Key takeaways from the 2019 Colin Clark Memorial Lecture

18 Nov 2019

The 2019 Colin Clark Memorial Lecture featured a keynote presentation by Professor Alicia Rambaldi that explored some of the key facets of how international comparison methods have evolved to adapt to our ever-changing global environment. 

Professor Rambaldi opened by describing the work and legacy of Colin Clark and his contributions to the field of economics. 

“We now take for granted our system of national accounts and measured GDP, but these were the result of the dedicated work of visionaries such as Colin Clark,” Professor Rambaldi said.

“Colin Clark was in the group of economists that worked designing methods to measure economies.”

Alica Rimbaldi
Professor Alicia Rambaldi. 

Professor Rambaldi explained that one of the major international projects we now use was developed by the United Nations in 1968. This system, known as the International Comparison Program (ICP), provides comparable price and volume measures – by comparing GDP and price data, the ICP can estimate and publish purchasing power parities (PPP).

Professor Rambaldi then delved into the concept of purchasing power parity (PPP) for the audience, and explained the function they played in the international economy. She explained its value as a tool for understanding and comparing the difference in position and gross domestic product (GDP) and outputs between countries.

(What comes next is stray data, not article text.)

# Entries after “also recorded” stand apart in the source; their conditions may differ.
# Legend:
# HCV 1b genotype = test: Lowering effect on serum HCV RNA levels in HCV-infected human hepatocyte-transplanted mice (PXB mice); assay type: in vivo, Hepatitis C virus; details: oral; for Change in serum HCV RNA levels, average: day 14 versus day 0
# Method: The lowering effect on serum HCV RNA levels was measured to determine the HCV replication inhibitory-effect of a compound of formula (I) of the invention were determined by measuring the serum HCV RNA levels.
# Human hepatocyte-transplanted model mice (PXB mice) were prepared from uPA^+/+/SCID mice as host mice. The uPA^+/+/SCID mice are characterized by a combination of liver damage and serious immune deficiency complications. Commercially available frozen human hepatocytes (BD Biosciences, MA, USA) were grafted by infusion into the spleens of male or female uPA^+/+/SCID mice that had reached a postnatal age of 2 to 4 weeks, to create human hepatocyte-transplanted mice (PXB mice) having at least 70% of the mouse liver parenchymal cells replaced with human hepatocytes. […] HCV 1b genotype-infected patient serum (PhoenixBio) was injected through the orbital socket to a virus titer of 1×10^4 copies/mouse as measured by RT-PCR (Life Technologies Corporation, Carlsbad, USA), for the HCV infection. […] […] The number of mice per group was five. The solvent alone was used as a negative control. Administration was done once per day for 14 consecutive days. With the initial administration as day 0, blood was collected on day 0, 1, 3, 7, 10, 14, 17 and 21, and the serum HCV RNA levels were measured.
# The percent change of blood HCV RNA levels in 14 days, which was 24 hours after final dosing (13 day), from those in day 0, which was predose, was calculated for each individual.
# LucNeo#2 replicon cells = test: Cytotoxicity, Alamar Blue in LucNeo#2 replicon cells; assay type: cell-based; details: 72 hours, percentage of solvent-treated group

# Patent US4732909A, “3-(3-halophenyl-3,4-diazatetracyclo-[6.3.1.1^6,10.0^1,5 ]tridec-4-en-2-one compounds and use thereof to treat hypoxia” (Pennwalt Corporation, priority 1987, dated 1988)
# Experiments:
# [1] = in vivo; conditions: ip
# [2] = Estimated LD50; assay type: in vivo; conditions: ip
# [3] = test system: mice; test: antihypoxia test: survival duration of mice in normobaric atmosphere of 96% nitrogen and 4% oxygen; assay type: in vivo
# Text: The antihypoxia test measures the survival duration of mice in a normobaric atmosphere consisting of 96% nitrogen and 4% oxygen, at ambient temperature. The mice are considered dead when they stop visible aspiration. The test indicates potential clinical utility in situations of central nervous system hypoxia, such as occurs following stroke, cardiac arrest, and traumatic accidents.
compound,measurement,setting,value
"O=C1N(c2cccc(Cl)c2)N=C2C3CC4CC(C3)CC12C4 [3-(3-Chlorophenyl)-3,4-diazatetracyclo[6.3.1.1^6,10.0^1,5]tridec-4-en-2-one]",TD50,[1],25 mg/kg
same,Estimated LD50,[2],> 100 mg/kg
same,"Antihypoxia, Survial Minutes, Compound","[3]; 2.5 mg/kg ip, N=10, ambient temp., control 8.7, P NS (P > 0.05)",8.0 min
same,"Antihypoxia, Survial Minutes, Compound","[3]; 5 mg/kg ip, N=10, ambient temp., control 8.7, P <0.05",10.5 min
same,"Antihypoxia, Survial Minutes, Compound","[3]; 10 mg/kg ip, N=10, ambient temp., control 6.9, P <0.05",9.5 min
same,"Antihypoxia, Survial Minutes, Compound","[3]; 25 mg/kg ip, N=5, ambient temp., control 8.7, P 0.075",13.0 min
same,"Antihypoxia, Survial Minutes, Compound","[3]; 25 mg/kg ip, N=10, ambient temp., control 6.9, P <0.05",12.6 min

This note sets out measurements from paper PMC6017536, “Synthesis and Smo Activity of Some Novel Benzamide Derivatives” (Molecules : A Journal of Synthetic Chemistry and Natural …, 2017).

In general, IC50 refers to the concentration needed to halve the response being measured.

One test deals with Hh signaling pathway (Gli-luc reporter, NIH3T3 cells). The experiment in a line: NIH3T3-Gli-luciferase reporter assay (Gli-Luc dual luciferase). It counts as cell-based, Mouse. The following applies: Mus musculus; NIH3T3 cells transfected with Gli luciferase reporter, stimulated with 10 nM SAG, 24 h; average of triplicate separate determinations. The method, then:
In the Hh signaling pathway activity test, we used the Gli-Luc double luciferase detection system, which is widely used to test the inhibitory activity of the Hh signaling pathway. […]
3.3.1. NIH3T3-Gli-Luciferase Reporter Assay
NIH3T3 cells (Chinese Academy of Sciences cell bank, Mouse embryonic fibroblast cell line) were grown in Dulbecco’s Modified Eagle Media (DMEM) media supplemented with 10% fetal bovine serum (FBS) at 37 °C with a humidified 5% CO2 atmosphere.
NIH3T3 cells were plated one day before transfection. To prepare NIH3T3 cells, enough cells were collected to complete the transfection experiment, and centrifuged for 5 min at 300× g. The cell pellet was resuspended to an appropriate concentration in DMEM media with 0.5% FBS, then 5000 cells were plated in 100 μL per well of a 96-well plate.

“The world has changed significantly since the ICP was first developed 51-years ago, there has been global growth and some fundamental shifts,” Professor Rambaldi said.

One of the new methodologies to help us understand the differences between countries within our current international economy was actually developed at UQ Professor Rambaldi told the audience.

“The international comparisons database developed at UQ produces estimates of PPPs and internationally comparable consumption, investment, government expenditures and income using an econometric approach and thus provide measures of statistical uncertainty for users. ," Professor Rambaldi said.

“A new version of our database UQICD will be out soon,” Professor Rambaldi said.

Information on this international comparisons database, UQICD, can be found at